Acoustic Microscopy: Second Edition, Edition 2

OUP Oxford
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Acoustic microscopy enables the elastic properties of materials to be imaged and measured with the resolution of a good microscope. By using frequencies in the microwave regime, it is possible to make the acoustic wavelength comparable with the wavelength of light, and hence to achieve a resolution comparable with an optical microscope. Solids can support both longitudinal and transverse acoustic waves. At surfaces a unique combination of the two known as Raleigh waves can propagate, and in many circumstances these dominate the contrast in acoustic microscopy. Following the invention of scanning probe microscopes, it is now possible to use an atomic force microscope to detect the acoustic vibration of a surface with resolution in the nanometre range, thus beating the diffraction limit by operating in the extreme near-field. This second edition of Acoustic Microscopy has a major new chapter on the technique and applications of acoustically excited probe microscopy.
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About the author

Professor Andrew Briggs Professor of Nanomaterials Department of Materials University of Oxford Dr Oleg Kolosov Department of Physics University of Lancaster
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Additional Information

Publisher
OUP Oxford
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Published on
Sep 17, 2009
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Pages
380
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ISBN
9780191579691
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Language
English
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Genres
Science / Chemistry / General
Science / Microscopes & Microscopy
Science / Physics / Condensed Matter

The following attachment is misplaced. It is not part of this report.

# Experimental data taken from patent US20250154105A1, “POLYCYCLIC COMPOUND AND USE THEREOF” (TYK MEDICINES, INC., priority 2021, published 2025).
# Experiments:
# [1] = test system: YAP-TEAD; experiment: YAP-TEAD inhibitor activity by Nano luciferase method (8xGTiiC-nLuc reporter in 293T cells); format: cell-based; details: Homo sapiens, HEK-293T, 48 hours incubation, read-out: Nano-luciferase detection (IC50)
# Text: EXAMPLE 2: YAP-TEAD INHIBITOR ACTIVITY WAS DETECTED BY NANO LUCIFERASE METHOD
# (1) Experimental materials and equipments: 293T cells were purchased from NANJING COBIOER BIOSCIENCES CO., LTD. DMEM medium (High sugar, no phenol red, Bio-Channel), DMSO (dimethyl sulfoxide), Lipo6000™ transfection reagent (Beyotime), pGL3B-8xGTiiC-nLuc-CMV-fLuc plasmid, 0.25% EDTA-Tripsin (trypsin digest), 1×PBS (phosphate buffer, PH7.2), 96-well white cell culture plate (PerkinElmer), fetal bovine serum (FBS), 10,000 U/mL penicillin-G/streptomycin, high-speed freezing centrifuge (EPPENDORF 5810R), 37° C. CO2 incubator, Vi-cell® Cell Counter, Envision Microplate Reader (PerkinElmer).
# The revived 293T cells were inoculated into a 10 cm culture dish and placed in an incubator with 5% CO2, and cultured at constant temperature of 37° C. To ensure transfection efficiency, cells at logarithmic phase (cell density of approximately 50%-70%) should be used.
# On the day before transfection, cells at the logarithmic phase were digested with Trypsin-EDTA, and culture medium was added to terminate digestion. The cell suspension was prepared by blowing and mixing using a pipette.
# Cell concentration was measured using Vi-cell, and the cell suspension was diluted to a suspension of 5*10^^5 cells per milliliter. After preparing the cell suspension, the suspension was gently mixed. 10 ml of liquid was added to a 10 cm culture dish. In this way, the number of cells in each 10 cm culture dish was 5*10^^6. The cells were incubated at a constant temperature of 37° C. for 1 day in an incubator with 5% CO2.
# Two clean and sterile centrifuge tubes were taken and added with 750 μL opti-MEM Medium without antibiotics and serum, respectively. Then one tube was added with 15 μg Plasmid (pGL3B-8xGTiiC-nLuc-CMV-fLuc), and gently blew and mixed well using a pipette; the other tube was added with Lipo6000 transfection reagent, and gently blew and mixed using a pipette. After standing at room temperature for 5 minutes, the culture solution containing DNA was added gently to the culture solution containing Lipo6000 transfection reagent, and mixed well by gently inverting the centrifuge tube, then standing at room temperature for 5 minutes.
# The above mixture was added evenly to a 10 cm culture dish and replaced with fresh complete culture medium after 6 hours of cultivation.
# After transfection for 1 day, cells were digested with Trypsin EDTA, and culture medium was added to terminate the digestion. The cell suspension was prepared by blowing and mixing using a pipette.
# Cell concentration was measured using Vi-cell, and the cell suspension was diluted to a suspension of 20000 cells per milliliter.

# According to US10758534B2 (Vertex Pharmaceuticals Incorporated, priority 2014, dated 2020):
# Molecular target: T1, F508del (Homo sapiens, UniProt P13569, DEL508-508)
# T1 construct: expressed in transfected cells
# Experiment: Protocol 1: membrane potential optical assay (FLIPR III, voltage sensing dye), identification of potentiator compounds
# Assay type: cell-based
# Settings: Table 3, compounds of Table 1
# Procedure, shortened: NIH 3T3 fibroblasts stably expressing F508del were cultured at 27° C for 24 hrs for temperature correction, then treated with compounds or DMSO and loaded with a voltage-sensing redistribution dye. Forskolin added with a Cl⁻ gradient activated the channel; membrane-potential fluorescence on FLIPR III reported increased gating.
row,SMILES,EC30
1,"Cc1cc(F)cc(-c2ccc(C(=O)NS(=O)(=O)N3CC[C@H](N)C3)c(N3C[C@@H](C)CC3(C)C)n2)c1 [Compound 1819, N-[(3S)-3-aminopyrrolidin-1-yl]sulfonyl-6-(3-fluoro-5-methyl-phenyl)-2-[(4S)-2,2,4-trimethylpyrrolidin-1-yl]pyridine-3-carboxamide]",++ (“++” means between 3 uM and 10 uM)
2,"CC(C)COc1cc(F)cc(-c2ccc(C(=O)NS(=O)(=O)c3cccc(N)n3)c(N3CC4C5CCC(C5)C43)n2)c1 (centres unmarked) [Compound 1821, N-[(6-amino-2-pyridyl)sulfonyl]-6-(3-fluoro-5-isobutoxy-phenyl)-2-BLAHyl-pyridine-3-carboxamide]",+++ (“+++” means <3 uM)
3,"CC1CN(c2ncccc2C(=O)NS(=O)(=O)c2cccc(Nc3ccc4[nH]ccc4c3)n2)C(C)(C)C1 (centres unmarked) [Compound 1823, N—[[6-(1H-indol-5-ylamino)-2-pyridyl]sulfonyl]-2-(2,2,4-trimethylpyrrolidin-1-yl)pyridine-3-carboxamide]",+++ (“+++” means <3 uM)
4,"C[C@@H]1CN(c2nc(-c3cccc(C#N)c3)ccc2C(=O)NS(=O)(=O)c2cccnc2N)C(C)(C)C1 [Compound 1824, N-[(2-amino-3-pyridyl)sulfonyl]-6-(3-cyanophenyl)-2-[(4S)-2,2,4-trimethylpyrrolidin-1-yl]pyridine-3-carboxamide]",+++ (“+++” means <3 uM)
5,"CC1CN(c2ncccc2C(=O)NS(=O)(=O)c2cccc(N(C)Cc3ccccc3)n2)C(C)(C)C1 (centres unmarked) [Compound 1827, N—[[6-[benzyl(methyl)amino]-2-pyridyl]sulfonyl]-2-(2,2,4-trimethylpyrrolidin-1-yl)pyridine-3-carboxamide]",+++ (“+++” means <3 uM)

Science / Physics / General
Science / Waves & Wave Mechanics
Technology & Engineering / Engineering (General)
Technology & Engineering / Materials Science / General
Technology & Engineering / Mechanical
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Eligible for Family Library

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Andrew Briggs
This is the second volume of Advances in Acoustic Microscopy. It continues the aim of presenting applications and developments of techniques that are related to high-resolution acoustic imaging. We are very grateful to the authors who have devoted considerable time to preparing these chapters, each of which describes a field of growing importance. Laboratories that have high-performance acoustic microscopes are frequently asked to examine samples for which the highest available resolution is not necessary, and the ability to penetrate opaque layers is more significant. Such applications can be thought of as bridging the gap be tween acoustic microscopy at low gigahertz frequencies, and on the one hand nondestructive testing of materials at low megahertz frequencies and on the other hand medical ultrasonic imaging at low megahertz frequencies. Commercial acoustic microscopes are becoming increasingly available and popular for such applications. We are therefore delighted to be able to begin the volume with chapters from each of those two fields. The first chapter, by Gabriele Pfannschmidt, describes uses of acoustic microscopy in the semiconductor industry. It provides a splendid balance to the opening chapter of Volume 1, which came from a national research center, being written from within a major European electronics industry itself. Dr Pfann schmidt describes the use of two quite different types of acoustic microscopes, and points out the advantages of each for specific purposes.
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